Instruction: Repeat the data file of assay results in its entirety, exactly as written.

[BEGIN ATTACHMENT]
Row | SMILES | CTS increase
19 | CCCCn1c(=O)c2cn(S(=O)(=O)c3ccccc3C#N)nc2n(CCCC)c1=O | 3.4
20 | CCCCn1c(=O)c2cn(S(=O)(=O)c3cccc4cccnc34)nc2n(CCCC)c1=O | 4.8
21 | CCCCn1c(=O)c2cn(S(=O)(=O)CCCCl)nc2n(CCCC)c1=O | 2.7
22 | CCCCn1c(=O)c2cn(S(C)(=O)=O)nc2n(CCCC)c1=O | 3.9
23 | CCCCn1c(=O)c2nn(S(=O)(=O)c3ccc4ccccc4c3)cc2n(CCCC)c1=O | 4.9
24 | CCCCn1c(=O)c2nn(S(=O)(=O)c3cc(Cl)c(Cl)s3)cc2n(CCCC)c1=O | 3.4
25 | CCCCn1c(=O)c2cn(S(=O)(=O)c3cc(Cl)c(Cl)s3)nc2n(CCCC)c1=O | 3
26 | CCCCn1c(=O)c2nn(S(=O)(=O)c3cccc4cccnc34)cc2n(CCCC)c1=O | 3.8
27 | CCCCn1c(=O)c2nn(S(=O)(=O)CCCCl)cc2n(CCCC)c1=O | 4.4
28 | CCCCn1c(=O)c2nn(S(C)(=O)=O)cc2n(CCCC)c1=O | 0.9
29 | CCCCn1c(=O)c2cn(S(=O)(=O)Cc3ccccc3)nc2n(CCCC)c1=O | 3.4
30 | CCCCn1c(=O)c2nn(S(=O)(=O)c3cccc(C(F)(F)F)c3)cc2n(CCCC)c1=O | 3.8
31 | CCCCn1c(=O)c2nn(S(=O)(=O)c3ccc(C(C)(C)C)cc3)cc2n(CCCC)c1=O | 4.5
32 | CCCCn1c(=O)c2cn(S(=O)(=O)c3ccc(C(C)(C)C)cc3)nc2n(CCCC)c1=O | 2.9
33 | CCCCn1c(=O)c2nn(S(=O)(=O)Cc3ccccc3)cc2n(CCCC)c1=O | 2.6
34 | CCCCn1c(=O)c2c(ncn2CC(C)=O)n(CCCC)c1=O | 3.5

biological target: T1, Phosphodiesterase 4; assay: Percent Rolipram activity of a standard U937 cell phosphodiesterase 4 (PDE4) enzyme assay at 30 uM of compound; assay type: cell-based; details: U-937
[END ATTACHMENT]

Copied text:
Row | SMILES | CTS increase
19 | CCCCn1c(=O)c2cn(S(=O)(=O)c3ccccc3C#N)nc2n(CCCC)c1=O | 3.4
20 | CCCCn1c(=O)c2cn(S(=O)(=O)c3cccc4cccnc34)nc2n(CCCC)c1=O | 4.8
21 | CCCCn1c(=O)c2cn(S(=O)(=O)CCCCl)nc2n(CCCC)c1=O | 2.7
22 | CCCCn1c(=O)c2cn(S(C)(=O)=O)nc2n(CCCC)c1=O | 3.9
23 | CCCCn1c(=O)c2nn(S(=O)(=O)c3ccc4ccccc4c3)cc2n(CCCC)c1=O | 4.9
24 | CCCCn1c(=O)c2nn(S(=O)(=O)c3cc(Cl)c(Cl)s3)cc2n(CCCC)c1=O | 3.4
25 | CCCCn1c(=O)c2cn(S(=O)(=O)c3cc(Cl)c(Cl)s3)nc2n(CCCC)c1=O | 3
26 | CCCCn1c(=O)c2nn(S(=O)(=O)c3cccc4cccnc34)cc2n(CCCC)c1=O | 3.8
27 | CCCCn1c(=O)c2nn(S(=O)(=O)CCCCl)cc2n(CCCC)c1=O | 4.4
28 | CCCCn1c(=O)c2nn(S(C)(=O)=O)cc2n(CCCC)c1=O | 0.9
29 | CCCCn1c(=O)c2cn(S(=O)(=O)Cc3ccccc3)nc2n(CCCC)c1=O | 3.4
30 | CCCCn1c(=O)c2nn(S(=O)(=O)c3cccc(C(F)(F)F)c3)cc2n(CCCC)c1=O | 3.8
31 | CCCCn1c(=O)c2nn(S(=O)(=O)c3ccc(C(C)(C)C)cc3)cc2n(CCCC)c1=O | 4.5
32 | CCCCn1c(=O)c2cn(S(=O)(=O)c3ccc(C(C)(C)C)cc3)nc2n(CCCC)c1=O | 2.9
33 | CCCCn1c(=O)c2nn(S(=O)(=O)Cc3ccccc3)cc2n(CCCC)c1=O | 2.6
34 | CCCCn1c(=O)c2c(ncn2CC(C)=O)n(CCCC)c1=O | 3.5

biological target: T1, Phosphodiesterase 4; assay: Percent Rolipram activity of a standard U937 cell phosphodiesterase 4 (PDE4) enzyme assay at 30 uM of compound; assay type: cell-based; details: U-937